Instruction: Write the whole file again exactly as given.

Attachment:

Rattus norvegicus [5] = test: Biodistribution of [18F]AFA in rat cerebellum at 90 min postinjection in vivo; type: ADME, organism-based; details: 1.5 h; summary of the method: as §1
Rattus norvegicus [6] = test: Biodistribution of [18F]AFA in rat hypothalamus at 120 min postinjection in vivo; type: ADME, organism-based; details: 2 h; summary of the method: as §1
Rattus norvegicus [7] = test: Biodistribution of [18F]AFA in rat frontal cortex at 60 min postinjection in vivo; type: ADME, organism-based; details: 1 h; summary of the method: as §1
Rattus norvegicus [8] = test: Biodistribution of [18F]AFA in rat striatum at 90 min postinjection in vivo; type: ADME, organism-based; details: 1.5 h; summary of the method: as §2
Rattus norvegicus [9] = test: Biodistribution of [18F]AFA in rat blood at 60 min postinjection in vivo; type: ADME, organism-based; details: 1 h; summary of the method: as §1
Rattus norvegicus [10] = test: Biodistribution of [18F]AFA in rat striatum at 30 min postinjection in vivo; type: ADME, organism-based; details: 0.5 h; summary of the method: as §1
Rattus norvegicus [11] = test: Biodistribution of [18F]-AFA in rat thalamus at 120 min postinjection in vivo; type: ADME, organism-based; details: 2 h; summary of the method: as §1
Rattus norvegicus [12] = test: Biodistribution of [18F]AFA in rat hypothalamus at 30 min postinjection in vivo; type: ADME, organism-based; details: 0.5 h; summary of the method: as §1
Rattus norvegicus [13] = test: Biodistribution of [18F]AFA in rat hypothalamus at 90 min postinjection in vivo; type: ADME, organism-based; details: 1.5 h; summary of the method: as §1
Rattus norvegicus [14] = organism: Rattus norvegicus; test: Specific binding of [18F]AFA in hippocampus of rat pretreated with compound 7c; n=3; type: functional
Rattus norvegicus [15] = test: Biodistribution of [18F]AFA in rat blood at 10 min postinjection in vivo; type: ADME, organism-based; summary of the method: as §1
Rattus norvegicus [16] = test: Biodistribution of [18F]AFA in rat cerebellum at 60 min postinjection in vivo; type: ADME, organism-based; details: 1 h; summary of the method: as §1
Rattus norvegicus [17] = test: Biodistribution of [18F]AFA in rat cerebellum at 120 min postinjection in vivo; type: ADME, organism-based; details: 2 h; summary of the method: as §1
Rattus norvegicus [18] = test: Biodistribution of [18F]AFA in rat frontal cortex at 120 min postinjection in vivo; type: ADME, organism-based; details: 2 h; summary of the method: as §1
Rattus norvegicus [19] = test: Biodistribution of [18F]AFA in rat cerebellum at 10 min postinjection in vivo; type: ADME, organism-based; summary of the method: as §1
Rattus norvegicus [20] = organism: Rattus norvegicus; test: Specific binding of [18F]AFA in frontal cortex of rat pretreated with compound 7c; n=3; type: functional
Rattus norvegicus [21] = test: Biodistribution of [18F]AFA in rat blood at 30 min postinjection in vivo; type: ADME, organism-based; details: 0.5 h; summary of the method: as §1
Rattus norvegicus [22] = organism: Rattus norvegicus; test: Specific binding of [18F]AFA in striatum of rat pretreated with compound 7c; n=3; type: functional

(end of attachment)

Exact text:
Rattus norvegicus [5] = test: Biodistribution of [18F]AFA in rat cerebellum at 90 min postinjection in vivo; type: ADME, organism-based; details: 1.5 h; summary of the method: as §1
Rattus norvegicus [6] = test: Biodistribution of [18F]AFA in rat hypothalamus at 120 min postinjection in vivo; type: ADME, organism-based; details: 2 h; summary of the method: as §1
Rattus norvegicus [7] = test: Biodistribution of [18F]AFA in rat frontal cortex at 60 min postinjection in vivo; type: ADME, organism-based; details: 1 h; summary of the method: as §1
Rattus norvegicus [8] = test: Biodistribution of [18F]AFA in rat striatum at 90 min postinjection in vivo; type: ADME, organism-based; details: 1.5 h; summary of the method: as §2
Rattus norvegicus [9] = test: Biodistribution of [18F]AFA in rat blood at 60 min postinjection in vivo; type: ADME, organism-based; details: 1 h; summary of the method: as §1
Rattus norvegicus [10] = test: Biodistribution of [18F]AFA in rat striatum at 30 min postinjection in vivo; type: ADME, organism-based; details: 0.5 h; summary of the method: as §1
Rattus norvegicus [11] = test: Biodistribution of [18F]-AFA in rat thalamus at 120 min postinjection in vivo; type: ADME, organism-based; details: 2 h; summary of the method: as §1
Rattus norvegicus [12] = test: Biodistribution of [18F]AFA in rat hypothalamus at 30 min postinjection in vivo; type: ADME, organism-based; details: 0.5 h; summary of the method: as §1
Rattus norvegicus [13] = test: Biodistribution of [18F]AFA in rat hypothalamus at 90 min postinjection in vivo; type: ADME, organism-based; details: 1.5 h; summary of the method: as §1
Rattus norvegicus [14] = organism: Rattus norvegicus; test: Specific binding of [18F]AFA in hippocampus of rat pretreated with compound 7c; n=3; type: functional
Rattus norvegicus [15] = test: Biodistribution of [18F]AFA in rat blood at 10 min postinjection in vivo; type: ADME, organism-based; summary of the method: as §1
Rattus norvegicus [16] = test: Biodistribution of [18F]AFA in rat cerebellum at 60 min postinjection in vivo; type: ADME, organism-based; details: 1 h; summary of the method: as §1
Rattus norvegicus [17] = test: Biodistribution of [18F]AFA in rat cerebellum at 120 min postinjection in vivo; type: ADME, organism-based; details: 2 h; summary of the method: as §1
Rattus norvegicus [18] = test: Biodistribution of [18F]AFA in rat frontal cortex at 120 min postinjection in vivo; type: ADME, organism-based; details: 2 h; summary of the method: as §1
Rattus norvegicus [19] = test: Biodistribution of [18F]AFA in rat cerebellum at 10 min postinjection in vivo; type: ADME, organism-based; summary of the method: as §1
Rattus norvegicus [20] = organism: Rattus norvegicus; test: Specific binding of [18F]AFA in frontal cortex of rat pretreated with compound 7c; n=3; type: functional
Rattus norvegicus [21] = test: Biodistribution of [18F]AFA in rat blood at 30 min postinjection in vivo; type: ADME, organism-based; details: 0.5 h; summary of the method: as §1
Rattus norvegicus [22] = organism: Rattus norvegicus; test: Specific binding of [18F]AFA in striatum of rat pretreated with compound 7c; n=3; type: functional